New Year, New You…without the New Blue

New Year, New You

It’s safe to say that this time of year may not be everyone’s favourite. And when considering the long nights, chilly days and going back to work or school for many of us – is it really any surprise?

With the festive fun now a distant memory and work and other commitments back to their usual routine, it is only natural for many of us to feel a little less cheery at this time of year.

But, it doesn’t have to be this way.

All that Jazz

Instead, January could be a time for optimism and reflection, whether this be embarking on a new career, meeting new friends, taking up a new hobby or planning new adventures, since this time of year is actually one of the best times to make big decisions and embark on a fresh start.1

For some of us this may mean getting ahead on big projects or trying something new, while for others it may mean focusing on those things we have been putting off and forming better habits.

Whatever it may be, even the smallest of changes can make a big difference – particularly when it comes to our mental health and wellbeing, so now might be the perfect time to put plans into place.

But just before you reach for the credit card and start ordering healthy food, or grab that new pair of trainers, it might be worth thinking about ways you can steadily, consistently and achievably improve your positivity and influence your mood – including by listening to music.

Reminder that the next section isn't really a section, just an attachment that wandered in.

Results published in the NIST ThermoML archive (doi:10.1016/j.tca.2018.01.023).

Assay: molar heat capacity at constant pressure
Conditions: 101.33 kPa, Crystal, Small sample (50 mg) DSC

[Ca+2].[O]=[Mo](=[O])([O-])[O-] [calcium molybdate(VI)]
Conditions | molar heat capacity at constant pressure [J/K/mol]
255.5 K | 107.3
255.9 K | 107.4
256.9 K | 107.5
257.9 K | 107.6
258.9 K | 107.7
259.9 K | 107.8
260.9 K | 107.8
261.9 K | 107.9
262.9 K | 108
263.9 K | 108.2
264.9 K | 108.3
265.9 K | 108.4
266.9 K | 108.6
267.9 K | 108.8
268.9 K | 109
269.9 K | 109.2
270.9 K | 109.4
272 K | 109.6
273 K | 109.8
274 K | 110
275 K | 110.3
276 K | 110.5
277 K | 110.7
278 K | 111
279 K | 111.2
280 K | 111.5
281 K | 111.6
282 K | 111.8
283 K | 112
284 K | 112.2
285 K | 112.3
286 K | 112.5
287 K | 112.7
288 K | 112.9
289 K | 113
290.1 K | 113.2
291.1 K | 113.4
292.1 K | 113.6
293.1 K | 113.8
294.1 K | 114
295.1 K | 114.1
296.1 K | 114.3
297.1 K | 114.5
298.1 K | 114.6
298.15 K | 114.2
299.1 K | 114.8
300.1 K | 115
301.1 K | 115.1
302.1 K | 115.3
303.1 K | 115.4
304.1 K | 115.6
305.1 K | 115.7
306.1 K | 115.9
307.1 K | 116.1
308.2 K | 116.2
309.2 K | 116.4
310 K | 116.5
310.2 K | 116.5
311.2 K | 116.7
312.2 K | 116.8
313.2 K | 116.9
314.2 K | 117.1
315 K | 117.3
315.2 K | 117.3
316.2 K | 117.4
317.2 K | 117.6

Beat the blues

According to a survey by the British Association of Sound Therapy, 81% of people said that they use music to make them feel happy, while 90% use it to help them relax.2 Listening to music this January can help to boost your mood, ease away stresses and create a calm and more reassuring mindset.

It can help to make people feel more relaxed by setting a familiar and more relatable mood, add a burst of energy and help to make people feel more positive and upbeat, especially when listening to songs that are particularly well-known or personal favourites.

In the same survey, 32% of people said that they listen to music to help aid concentration. Whether you are working on professional or personal tasks, playing music whilst you do so can help to increase productivity and channel focus, preventing that overwhelmed and burnt-out feeling.

It can help you to stay on task, encourage you to effectively manage your workloads and help you to stay more involved and engaged.

So, as you prepare for the upcoming year ahead, stay in tune with your health and wellbeing this January, so it can be a new year, new you, without the new blue.




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